“He is going to be busy in the royal stables for several hours because your Araby mare is about to foal. But tonight after the masque …”
“Ah, good, for I’ve missed riding her,” Elizabeth said, but her mind raced for a privy yet nearby place to meet him. She thought of the maze, for she was soon to meet her guests Templar Sutton and his wife there. She could get away after the masque, just for a few moments, of course. “Tell him the entrance to the maze then,” the queen clipped out, “and if he stands me up for a horse, even my Araby, I’ll have his head.”
“Then he can haunt the maze,” Kat said, her mouth full of a candied fig. “As for now, I warrant someone’s listening at this keyhole.”
“Stuff and nonsense,” Elizabeth said. “My guard or Mary’s maid is out there, that is all.”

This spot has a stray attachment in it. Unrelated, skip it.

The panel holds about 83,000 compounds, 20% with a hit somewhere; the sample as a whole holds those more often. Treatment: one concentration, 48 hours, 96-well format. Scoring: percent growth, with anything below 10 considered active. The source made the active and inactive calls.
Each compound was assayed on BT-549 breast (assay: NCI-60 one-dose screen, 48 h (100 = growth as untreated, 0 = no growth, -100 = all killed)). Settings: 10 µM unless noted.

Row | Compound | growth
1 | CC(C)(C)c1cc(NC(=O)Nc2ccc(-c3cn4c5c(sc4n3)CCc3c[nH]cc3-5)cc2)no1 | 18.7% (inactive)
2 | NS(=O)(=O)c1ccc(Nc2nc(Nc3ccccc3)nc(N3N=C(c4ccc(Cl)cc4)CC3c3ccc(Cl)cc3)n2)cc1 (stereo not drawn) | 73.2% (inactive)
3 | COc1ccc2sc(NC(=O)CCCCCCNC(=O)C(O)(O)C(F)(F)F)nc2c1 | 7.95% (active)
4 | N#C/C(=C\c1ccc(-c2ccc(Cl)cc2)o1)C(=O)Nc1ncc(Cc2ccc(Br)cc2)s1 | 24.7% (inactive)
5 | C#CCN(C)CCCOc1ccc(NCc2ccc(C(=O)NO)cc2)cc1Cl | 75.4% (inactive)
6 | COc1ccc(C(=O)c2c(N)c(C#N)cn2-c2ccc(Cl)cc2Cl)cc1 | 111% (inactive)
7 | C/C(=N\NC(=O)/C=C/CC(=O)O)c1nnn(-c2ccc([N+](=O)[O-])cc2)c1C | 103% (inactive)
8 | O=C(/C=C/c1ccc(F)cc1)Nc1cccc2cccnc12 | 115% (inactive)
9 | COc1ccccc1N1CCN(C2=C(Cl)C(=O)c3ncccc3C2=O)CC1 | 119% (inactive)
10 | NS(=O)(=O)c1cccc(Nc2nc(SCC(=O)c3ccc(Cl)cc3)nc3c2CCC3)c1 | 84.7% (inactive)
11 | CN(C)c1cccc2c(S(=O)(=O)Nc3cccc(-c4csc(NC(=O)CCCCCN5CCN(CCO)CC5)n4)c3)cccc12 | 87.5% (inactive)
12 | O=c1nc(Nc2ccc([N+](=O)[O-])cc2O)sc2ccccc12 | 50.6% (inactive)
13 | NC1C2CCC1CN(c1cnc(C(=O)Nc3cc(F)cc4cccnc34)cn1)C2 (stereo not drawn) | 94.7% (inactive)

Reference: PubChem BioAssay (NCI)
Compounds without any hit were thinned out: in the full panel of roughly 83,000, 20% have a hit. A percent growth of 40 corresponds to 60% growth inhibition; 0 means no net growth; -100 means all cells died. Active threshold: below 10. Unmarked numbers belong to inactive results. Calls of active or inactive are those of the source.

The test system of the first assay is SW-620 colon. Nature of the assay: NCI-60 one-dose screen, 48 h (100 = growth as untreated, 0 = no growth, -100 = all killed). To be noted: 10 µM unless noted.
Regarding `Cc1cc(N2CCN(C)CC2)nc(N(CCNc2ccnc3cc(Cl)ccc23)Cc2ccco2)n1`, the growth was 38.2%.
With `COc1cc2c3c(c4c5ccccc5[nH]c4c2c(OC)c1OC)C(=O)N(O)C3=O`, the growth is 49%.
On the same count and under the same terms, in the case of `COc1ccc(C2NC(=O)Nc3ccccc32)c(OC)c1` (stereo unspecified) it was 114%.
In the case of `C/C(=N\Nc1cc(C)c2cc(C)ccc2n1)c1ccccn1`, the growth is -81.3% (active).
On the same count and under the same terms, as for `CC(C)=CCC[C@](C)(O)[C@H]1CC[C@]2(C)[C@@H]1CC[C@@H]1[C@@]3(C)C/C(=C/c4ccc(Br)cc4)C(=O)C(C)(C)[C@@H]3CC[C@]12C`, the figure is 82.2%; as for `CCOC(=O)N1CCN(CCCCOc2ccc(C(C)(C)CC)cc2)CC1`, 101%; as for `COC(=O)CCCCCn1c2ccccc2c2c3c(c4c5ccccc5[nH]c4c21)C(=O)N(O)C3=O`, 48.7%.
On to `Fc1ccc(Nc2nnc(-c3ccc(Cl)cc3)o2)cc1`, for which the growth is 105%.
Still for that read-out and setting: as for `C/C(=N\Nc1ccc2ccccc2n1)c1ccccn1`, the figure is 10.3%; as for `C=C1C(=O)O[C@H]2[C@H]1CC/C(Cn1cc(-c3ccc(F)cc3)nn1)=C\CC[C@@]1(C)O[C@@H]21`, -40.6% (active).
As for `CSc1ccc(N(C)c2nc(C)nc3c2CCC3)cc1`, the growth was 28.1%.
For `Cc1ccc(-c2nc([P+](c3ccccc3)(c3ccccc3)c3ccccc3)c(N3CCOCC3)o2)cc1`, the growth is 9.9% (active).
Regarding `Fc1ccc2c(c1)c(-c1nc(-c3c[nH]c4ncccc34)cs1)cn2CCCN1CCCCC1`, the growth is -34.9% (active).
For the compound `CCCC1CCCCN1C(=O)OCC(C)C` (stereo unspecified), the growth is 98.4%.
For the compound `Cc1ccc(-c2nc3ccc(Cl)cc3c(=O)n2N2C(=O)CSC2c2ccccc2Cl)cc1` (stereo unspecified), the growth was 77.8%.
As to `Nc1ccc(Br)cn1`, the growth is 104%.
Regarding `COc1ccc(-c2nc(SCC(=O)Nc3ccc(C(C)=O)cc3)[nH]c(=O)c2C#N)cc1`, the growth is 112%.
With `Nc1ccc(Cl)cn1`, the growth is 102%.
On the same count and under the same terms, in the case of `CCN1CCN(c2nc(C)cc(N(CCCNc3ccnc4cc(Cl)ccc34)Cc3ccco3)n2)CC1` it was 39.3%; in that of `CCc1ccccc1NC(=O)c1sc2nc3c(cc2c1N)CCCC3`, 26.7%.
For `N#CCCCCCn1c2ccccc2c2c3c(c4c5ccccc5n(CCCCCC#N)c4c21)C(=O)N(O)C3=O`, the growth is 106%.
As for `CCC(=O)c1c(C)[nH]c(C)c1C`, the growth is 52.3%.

But to calm Kat’s nerves, the queen got up and went to the door herself. She pulled it open and, seeing no one, stuck her head out. No guard, no tiring woman, no one in the whole corridor.
“Hell’s teeth, I’ll sack the lout for this!” the queen muttered and stepped out to look up and down the hall for her guard. Inside, she could hear Mary talking soothingly to Kat. Undecided whether to shout for the man or just step inside and bolt the door until he returned, Elizabeth hesitated when she heard someone.
Light, quick steps, probably a woman, Mary’s servant, or someone coming to explain that the guard had suddenly taken ill. A rustling skirt nearby, a panting breath, but no one in sight.
The air moved across the queen’s flushed face as if someone had rushed past. Footfalls faded in the other direction, and the slightest aroma of gillyflowers wafted on the air, when the queen never wore that scent.
The hair on the back of Elizabeth’s neck prickled; she broke out in an immediate sweat. Nothing—still nothing in the hall at all. Surely not Catherine Howard’s ghost? And in broad daylight? Elizabeth pressed her back against door and stared in the direction the sounds and scent had gone. She jumped as the door behind her swept open.